Also important in the strength of Falconetti and her character is how Dreyer shoots her. Falconetti as Joan is pretty much always shot in close up and she has little to no make-up on, to bring through the ‘real’ portrayal of the events as well as to allow her inner beauty and strength to take centre stage. This is even more apparent in the later scenes when she is forced to have her hair cut off (which Falconetti had done for real). The big close ups also force the audience to experience the trial through her eyes (there are even some POV shots from Joan’s perspective) and truly see the pain she is going through. You see every tear and all the terror in her eyes in full detail.
As well as keeping his camera close and not allowing his actors the ‘protection’ of make-up, Dreyer’s sets are sparse and bare too, with the film taking place against white-walled rooms or overcast skies. Nothing gets in the way of the human drama, everything is stripped down to the bare essentials. That’s not to say it’s visually dull though. Dreyer shoots in every conceivable fashion, incorporating long dolly shots across the crowds of judges glaring down at Joan, crashing in to some close ups and bringing the camera low or high to look up or down at characters depending on the desired effect on their state in the scene. There is some bold framing on display too pushing characters to the corners of the frame and filling the rest with seemingly empty space. The finale even brings the camera swinging upside down to mirror the uncontrollable carnage of the uprising.
The Passion of Joan of Arc is an incredible work of cinema. Often such highly regarded classics require a couple of viewings to shake off the hype, but this grabbed me right from the offset. It’s a draining and relentless experience, where you are forced to cling to Joan’s inner strength and belief as there is little else left (no mean feat for an atheist like myself). Certainly harrowing, the film is heavy going, but also profoundly moving and staggeringly well made.
The Passion of Joan of Arc is out in the UK on 26th November on Blu-Ray, DVD and dual format steelbook, released by Eureka as part of their Masters of Cinema Series. I watched the Blu-Ray edition and the picture quality was stunning. A lot of care has obviously gone into restoring the film. A special feature is included which shows before and after restoration clips of the print to prove this. I’m glad I saw this first in HD rather than a DVD or VHS version as being able to see such detail in those big close ups really accentuates Dreyer’s unvarnished, raw presentation. You can see every pore in the rough faces of her tormentors, the glistening tears welling in Joan’s eyes and the tracks of those that came before.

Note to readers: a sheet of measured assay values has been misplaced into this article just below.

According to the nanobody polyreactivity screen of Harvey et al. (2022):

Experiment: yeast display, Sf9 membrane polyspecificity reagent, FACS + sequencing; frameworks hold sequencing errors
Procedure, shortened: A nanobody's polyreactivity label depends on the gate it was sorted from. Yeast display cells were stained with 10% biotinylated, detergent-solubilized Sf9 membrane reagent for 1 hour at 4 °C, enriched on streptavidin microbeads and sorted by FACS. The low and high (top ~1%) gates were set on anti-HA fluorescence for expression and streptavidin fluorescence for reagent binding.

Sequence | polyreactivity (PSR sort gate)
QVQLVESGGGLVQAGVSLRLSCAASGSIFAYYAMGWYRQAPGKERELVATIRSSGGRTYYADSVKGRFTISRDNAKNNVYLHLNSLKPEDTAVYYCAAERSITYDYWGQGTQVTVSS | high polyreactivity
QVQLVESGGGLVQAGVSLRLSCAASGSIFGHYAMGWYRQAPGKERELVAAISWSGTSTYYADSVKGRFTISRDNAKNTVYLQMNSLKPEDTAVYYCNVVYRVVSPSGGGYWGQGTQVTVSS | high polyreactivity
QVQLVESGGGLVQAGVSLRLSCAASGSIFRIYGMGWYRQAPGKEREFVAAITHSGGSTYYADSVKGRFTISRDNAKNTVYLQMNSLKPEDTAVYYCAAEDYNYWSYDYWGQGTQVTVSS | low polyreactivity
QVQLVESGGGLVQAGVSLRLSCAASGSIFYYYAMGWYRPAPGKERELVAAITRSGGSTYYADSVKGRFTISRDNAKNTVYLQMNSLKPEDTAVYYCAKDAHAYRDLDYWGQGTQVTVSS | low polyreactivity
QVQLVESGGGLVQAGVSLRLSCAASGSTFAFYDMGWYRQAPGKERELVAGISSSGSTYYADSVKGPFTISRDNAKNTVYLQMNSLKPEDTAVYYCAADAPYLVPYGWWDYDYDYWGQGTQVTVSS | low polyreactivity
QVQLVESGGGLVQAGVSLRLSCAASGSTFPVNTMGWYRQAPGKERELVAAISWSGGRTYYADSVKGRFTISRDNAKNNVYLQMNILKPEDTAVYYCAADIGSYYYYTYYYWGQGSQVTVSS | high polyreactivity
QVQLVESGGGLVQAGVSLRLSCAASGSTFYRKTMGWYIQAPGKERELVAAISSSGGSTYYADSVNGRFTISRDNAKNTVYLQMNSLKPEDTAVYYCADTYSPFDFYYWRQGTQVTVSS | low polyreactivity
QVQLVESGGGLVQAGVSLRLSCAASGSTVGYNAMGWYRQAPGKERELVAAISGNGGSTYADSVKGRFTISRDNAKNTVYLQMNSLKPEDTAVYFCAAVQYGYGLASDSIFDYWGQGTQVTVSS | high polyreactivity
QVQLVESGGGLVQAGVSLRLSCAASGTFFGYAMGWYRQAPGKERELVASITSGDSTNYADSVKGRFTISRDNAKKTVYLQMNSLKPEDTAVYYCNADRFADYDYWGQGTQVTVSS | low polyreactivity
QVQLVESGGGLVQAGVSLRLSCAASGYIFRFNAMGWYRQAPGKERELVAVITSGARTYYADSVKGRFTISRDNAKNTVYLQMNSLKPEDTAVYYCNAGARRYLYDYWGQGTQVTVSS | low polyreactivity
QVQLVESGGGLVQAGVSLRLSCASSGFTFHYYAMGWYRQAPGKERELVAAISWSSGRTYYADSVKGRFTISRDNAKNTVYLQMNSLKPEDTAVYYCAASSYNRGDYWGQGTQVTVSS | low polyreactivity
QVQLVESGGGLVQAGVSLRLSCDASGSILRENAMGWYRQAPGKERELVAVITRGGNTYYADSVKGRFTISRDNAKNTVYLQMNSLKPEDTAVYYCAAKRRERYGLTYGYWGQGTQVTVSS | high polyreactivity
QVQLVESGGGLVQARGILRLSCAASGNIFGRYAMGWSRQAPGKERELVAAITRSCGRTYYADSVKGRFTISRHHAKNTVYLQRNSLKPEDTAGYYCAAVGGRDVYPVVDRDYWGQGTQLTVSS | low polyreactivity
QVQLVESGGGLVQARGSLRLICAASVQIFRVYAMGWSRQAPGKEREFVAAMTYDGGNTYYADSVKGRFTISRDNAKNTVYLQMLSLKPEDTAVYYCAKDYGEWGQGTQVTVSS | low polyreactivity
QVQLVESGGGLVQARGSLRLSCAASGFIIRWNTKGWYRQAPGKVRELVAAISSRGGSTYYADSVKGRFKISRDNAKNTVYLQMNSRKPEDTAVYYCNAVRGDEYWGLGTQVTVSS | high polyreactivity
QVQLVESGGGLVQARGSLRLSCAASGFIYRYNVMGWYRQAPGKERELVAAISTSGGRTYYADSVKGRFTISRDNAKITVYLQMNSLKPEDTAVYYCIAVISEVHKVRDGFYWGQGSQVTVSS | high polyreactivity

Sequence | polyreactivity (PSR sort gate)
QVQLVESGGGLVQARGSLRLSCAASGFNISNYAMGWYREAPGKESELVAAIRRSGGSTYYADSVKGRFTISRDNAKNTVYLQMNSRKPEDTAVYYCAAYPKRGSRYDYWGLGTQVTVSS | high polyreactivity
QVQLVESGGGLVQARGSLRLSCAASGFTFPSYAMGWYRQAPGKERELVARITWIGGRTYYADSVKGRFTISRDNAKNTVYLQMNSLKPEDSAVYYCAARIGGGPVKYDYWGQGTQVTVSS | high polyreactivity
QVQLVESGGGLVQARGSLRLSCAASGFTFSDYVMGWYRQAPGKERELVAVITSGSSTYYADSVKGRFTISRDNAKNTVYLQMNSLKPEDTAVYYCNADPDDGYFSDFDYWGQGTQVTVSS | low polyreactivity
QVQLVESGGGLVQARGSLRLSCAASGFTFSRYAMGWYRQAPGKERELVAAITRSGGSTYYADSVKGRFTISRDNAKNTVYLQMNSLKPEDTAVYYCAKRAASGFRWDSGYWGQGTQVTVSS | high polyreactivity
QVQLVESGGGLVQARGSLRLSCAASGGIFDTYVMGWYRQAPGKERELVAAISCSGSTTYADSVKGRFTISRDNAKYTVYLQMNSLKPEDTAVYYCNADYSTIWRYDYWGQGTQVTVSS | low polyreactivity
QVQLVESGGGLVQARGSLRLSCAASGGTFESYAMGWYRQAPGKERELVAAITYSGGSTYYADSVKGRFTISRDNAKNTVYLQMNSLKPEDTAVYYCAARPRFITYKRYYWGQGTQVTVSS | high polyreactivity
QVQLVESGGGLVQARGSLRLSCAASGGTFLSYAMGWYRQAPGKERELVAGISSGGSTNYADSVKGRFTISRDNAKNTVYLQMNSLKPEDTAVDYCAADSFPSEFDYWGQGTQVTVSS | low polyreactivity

There are no documentaries or interviews included, but what you do get is the option to watch the film in 3 different formats. You’ve got the ‘director’s cut’, showing the film as Dreyer intended, in two versions. You can either watch it at 20fps (supposedly the most natural speed) with a beautiful piano accompaniment by Japanese silent film composer Mie Yanashita or at the standard 24fps with a radical avant-garde accompaniment by Loren Connors. Then on top of those formats, you can watch the complete ‘Lo Duca’ version of the film, the version which was originally shown around the world for decades. This was reportedly a butchered cut which Dreyer did not approve, made up of alternative takes from the production. I watched the 20fps version of the ‘director’s cut’ which sounds like the recommended option for those that aren’t bothered about watching all three. I checked out the other two briefly and did feel that the 24fps version felt a little unnatural and the ‘Lo Duca’ version hasn’t been quite as polished as the other ones for obvious reasons.
The package comes with a 100 page booklet as with all Masters of Cinema releases and they’ve really outdone themselves this time. There are several essays and articles on the film by an array of well known film theorists (and filmmakers) such as Luis Buñuel, André Bazin and Chris Marker, a piece from Dreyer himself, an look at the different version of the film and designs and mock-ups of the sets. There is everything you’d want to know about the film here, it’s a wonderful read and more than makes up for the lack of documentaries or featurettes.